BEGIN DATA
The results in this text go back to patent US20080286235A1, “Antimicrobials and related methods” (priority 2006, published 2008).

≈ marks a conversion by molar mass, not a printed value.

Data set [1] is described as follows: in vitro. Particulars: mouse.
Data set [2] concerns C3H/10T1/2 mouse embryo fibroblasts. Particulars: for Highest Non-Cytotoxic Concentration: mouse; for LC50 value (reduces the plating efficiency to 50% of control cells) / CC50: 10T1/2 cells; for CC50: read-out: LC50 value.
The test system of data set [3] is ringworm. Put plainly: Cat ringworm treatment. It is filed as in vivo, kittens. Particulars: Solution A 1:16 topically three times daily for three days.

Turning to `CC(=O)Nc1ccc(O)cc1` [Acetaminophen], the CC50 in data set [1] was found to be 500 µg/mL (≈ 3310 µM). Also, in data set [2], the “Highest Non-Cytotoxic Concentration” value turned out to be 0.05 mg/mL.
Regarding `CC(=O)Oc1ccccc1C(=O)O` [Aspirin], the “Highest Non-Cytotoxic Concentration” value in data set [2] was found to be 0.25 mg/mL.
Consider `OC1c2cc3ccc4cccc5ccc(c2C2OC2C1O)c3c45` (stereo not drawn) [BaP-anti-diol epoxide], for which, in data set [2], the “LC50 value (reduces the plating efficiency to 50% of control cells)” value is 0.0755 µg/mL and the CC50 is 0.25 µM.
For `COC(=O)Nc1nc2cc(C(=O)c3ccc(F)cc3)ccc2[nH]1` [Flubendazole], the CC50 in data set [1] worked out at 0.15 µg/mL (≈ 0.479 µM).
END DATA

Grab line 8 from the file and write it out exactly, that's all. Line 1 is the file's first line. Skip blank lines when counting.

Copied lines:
Consider `OC1c2cc3ccc4cccc5ccc(c2C2OC2C1O)c3c45` (stereo not drawn) [BaP-anti-diol epoxide], for which, in data set [2], the “LC50 value (reduces the plating efficiency to 50% of control cells)” value is 0.0755 µg/mL and the CC50 is 0.25 µM.